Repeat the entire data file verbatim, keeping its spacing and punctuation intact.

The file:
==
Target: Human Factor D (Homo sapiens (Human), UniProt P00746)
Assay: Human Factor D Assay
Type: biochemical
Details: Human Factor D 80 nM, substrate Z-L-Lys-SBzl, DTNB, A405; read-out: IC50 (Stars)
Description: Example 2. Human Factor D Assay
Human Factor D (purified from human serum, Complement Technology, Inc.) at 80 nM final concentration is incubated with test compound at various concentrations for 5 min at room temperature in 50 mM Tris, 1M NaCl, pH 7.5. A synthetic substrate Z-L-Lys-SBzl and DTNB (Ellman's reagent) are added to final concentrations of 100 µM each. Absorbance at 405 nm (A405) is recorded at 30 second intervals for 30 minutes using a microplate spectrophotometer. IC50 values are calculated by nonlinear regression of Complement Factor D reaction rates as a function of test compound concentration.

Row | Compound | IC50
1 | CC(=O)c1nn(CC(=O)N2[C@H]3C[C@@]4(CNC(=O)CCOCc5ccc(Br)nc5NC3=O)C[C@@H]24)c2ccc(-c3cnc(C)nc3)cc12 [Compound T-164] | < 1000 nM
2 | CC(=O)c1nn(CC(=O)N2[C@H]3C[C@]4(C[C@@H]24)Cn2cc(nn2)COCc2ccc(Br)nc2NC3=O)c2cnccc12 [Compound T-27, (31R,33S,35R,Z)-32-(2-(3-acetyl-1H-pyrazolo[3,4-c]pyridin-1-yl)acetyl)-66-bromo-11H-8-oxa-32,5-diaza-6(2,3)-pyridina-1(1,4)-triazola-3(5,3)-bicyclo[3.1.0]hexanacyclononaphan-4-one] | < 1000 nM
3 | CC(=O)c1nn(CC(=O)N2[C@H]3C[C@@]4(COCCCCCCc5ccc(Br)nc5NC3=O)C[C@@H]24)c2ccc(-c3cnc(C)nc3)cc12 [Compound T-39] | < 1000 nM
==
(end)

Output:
Target: Human Factor D (Homo sapiens (Human), UniProt P00746)
Assay: Human Factor D Assay
Type: biochemical
Details: Human Factor D 80 nM, substrate Z-L-Lys-SBzl, DTNB, A405; read-out: IC50 (Stars)
Description: Example 2. Human Factor D Assay
Human Factor D (purified from human serum, Complement Technology, Inc.) at 80 nM final concentration is incubated with test compound at various concentrations for 5 min at room temperature in 50 mM Tris, 1M NaCl, pH 7.5. A synthetic substrate Z-L-Lys-SBzl and DTNB (Ellman's reagent) are added to final concentrations of 100 µM each. Absorbance at 405 nm (A405) is recorded at 30 second intervals for 30 minutes using a microplate spectrophotometer. IC50 values are calculated by nonlinear regression of Complement Factor D reaction rates as a function of test compound concentration.

Row | Compound | IC50
1 | CC(=O)c1nn(CC(=O)N2[C@H]3C[C@@]4(CNC(=O)CCOCc5ccc(Br)nc5NC3=O)C[C@@H]24)c2ccc(-c3cnc(C)nc3)cc12 [Compound T-164] | < 1000 nM
2 | CC(=O)c1nn(CC(=O)N2[C@H]3C[C@]4(C[C@@H]24)Cn2cc(nn2)COCc2ccc(Br)nc2NC3=O)c2cnccc12 [Compound T-27, (31R,33S,35R,Z)-32-(2-(3-acetyl-1H-pyrazolo[3,4-c]pyridin-1-yl)acetyl)-66-bromo-11H-8-oxa-32,5-diaza-6(2,3)-pyridina-1(1,4)-triazola-3(5,3)-bicyclo[3.1.0]hexanacyclononaphan-4-one] | < 1000 nM
3 | CC(=O)c1nn(CC(=O)N2[C@H]3C[C@@]4(COCCCCCCc5ccc(Br)nc5NC3=O)C[C@@H]24)c2ccc(-c3cnc(C)nc3)cc12 [Compound T-39] | < 1000 nM